It is from the spiritual life and the life of rights, as they are made independent, that the necessary new interests will arise. From these two independent spheres, impulses will come, involving other points of view than those of a mere increase of capital or standard of wages. A free spiritual life creates interests which have their source in the depths of the human being, and which imbue a man's work and all his action with a living aim and meaning in the social life. Developing and caring for man's faculties for their own inherent value, such a spiritual life will create in man the consciousness that his talents, and the place he fills in life, have real meaning. And moulded by men whose faculties have been developed in this spirit, society will ever adapt itself to the free expression of human faculties. The life of rights and of economics will take their stamp from the developed faculties of man.

The deep inner interests of individuals cannot unfold fully and freely through a spiritual life that is regulated by the political sphere, or that develops and uses human faculties merely as dictated by their economic usefulness. This kind of spiritual life may supply men with artistic and scientific movements as idealistic adjuncts to life, or it may offer them comfort and consolation in religion or philosophy. But all these things are only leading men outside the sphere of social realities into regions more or less remote from every-day affairs. It is only a free spiritual life that can penetrate the everyday affairs of the community, for it is only a free spiritual life that can set its own stamp on them as they take shape.

In my book The Threefold Commonwealth, I tried to show how a free spiritual life will, among other things, provide the motives and impulses for a healthy social administration of capital. The fruitful administration of a certain piece of capital is only possible by a person or group of persons who have the human faculties to perform that particular work of social service for which the capital is used. It is therefore necessary for such a person or group of persons to have the 'administration of the capital only so long as they are able to carry on the work of management themselves by virtue of their own faculties. As soon as this ceases to be the case, the capital must be transferred to other persons who have the faculties. Now, since under a free spiritual life the human faculties are developed purely out of the impulses of the spiritual life itself, the administration of capital in the economic sphere will become a result of the unfolding of spiritual power, and the latter will carry into the economic life all those interests that are born within its own spiritual sphere.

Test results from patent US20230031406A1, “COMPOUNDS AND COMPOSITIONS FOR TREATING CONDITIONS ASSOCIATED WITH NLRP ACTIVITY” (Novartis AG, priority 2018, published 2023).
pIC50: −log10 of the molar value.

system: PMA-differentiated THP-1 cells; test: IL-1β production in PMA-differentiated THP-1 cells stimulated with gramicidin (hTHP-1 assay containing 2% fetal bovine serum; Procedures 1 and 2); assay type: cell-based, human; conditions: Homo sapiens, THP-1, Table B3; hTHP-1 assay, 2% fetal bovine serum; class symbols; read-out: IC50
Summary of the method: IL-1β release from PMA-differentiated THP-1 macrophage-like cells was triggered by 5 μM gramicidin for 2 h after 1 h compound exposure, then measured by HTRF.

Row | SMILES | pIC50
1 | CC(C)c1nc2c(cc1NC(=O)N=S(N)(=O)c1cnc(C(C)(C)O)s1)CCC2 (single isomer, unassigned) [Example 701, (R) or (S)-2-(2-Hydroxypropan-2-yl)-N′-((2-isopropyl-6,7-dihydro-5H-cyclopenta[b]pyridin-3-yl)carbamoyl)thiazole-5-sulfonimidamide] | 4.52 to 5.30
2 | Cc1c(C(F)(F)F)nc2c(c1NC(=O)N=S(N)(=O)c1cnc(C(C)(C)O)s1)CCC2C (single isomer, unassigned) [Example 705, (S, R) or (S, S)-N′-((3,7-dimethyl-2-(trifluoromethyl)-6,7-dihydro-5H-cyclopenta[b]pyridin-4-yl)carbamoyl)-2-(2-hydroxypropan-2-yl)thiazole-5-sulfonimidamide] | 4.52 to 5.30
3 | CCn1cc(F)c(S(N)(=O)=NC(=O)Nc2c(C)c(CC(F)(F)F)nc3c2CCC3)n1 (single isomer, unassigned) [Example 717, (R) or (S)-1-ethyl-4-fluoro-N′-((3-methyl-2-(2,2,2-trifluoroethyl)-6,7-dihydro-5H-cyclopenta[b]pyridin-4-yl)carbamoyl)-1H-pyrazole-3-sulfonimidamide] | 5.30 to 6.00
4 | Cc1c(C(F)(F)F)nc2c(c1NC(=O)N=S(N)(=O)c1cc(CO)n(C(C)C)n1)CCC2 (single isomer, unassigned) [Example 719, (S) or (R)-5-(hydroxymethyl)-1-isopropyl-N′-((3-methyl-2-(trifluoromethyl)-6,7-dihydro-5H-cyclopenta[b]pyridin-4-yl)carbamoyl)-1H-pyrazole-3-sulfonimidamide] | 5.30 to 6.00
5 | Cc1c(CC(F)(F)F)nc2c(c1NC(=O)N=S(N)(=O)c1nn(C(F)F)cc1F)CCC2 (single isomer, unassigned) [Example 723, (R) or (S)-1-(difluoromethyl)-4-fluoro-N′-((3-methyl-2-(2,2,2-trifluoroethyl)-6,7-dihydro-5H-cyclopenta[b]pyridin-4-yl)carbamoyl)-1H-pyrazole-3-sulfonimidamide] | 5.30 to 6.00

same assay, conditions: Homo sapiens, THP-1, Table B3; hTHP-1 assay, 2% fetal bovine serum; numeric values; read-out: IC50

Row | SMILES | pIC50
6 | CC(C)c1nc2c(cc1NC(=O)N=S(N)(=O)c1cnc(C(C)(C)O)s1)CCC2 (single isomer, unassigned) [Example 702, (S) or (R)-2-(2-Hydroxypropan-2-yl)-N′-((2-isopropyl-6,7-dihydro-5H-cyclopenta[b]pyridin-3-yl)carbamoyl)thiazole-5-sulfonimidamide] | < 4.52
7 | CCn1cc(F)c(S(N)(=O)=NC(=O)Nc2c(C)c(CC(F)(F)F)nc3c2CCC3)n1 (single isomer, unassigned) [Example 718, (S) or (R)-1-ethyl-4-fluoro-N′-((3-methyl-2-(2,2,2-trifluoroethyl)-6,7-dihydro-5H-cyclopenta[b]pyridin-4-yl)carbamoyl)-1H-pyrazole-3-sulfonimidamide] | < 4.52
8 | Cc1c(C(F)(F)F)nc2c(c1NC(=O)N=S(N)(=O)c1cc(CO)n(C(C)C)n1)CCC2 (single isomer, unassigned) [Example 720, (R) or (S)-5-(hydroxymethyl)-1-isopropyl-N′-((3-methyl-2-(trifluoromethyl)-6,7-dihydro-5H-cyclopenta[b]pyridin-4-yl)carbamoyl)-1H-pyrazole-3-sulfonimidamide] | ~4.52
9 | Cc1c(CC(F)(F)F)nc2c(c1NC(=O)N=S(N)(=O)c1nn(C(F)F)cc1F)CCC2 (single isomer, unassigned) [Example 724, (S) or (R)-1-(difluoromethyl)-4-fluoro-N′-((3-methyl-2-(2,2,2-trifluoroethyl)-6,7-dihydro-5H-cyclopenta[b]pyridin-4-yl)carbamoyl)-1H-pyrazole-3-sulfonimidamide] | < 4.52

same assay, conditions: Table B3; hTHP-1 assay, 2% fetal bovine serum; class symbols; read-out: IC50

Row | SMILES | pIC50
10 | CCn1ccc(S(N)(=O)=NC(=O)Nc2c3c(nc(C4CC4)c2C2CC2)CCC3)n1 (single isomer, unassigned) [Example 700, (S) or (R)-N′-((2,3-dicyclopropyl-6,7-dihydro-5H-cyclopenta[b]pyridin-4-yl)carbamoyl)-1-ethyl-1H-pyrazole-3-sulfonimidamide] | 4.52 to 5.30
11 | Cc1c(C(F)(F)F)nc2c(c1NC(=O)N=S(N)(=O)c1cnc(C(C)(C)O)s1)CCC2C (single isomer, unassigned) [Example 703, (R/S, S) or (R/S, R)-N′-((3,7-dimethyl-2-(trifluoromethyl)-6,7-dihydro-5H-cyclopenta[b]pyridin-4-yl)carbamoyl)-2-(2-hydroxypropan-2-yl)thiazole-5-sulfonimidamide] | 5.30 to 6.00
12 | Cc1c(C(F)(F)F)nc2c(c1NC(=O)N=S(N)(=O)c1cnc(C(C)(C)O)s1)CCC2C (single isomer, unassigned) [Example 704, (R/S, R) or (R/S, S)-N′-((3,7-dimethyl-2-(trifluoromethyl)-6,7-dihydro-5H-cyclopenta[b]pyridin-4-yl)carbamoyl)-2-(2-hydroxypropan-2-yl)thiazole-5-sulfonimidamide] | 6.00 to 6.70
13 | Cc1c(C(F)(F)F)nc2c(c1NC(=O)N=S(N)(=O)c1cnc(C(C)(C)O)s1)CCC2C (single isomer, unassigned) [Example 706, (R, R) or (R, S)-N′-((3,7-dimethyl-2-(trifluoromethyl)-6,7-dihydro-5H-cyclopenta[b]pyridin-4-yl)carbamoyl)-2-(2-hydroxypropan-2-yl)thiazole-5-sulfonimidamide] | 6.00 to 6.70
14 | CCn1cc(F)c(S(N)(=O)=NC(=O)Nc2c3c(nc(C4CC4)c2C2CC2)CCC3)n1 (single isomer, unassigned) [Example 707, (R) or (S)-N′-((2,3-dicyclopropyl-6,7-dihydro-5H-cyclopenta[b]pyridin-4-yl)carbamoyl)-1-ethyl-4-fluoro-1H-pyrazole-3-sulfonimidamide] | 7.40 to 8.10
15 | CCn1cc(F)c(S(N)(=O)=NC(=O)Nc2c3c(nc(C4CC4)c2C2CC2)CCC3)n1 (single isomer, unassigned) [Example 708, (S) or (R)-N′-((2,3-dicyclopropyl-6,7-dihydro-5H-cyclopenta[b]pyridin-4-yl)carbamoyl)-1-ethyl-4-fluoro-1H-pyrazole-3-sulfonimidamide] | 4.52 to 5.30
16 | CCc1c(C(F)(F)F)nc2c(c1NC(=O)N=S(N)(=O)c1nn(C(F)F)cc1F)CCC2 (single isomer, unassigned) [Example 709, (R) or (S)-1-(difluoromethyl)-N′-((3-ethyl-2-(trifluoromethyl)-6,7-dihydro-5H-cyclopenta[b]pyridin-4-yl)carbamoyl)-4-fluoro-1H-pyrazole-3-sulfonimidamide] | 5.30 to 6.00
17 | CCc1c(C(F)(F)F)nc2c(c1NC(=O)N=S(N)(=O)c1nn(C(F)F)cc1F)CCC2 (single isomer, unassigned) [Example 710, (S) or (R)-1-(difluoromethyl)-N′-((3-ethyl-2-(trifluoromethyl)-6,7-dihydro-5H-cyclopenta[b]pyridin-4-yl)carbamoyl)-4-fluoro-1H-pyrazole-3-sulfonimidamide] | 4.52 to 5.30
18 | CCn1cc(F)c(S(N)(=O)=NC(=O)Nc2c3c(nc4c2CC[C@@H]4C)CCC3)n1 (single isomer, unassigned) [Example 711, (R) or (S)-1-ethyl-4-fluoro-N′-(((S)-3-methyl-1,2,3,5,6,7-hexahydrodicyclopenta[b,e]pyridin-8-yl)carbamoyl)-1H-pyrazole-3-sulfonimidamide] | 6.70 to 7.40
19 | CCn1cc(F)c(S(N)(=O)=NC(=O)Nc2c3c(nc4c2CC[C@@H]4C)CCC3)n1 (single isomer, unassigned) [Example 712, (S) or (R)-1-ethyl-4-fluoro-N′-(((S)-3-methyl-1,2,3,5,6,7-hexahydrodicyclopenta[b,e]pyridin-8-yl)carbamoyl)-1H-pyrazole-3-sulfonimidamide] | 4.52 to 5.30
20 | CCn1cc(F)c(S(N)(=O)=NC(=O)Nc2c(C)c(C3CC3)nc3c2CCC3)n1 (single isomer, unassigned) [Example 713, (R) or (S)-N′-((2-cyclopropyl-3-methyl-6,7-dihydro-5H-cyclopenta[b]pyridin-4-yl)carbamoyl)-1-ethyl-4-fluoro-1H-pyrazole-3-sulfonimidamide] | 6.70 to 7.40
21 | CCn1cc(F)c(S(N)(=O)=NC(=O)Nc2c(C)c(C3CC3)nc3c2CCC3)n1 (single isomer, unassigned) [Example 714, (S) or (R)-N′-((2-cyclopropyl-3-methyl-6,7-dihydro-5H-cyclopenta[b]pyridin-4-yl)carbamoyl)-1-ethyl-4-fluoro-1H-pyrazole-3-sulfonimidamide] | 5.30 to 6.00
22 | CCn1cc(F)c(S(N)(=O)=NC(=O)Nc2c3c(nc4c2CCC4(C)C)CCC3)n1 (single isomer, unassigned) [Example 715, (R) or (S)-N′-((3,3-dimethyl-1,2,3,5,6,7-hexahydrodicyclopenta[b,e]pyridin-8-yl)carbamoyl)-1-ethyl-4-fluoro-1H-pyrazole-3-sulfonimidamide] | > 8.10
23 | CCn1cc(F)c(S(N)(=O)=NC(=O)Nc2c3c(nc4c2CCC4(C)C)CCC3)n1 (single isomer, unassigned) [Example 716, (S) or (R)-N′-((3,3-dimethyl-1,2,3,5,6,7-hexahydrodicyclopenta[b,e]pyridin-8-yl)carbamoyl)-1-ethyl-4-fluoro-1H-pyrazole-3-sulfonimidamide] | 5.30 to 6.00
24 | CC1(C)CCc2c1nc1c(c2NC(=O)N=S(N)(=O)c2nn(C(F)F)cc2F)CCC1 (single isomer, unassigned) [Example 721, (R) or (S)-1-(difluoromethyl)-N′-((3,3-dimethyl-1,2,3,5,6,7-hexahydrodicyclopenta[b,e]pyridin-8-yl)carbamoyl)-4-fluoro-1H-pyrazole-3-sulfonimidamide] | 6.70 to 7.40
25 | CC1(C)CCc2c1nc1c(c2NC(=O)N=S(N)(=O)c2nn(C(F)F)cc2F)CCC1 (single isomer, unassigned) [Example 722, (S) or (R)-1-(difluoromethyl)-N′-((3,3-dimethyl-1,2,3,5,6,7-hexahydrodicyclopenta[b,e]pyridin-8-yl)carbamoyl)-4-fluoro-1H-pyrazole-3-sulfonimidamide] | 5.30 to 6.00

An independent political life will create mutual relationships between the human beings living in a community. Through these political or civic relationships they will have an incentive to work for one another, even when the individual is unable to have that direct creative interest in the product of his work. This interest becomes transformed into the interest that he can have in working for the human community, whose political life he helps to build. Thus the part that a man plays in the independent life of rights can become the basis for a special impulse to life and work alongside the economic and spiritual interests. A man can look away from his work and the product of his work to the human community, where he stands in relation to his fellows purely and simply as an adult human being, without regard to his particular spiritual or mental talents, and without this relation being affected by his particular station in economic life. When he considers how it is serving the community to which he has this direct and intimate human relationship, the product of his work will appear valuable, and this value will extend to the work itself.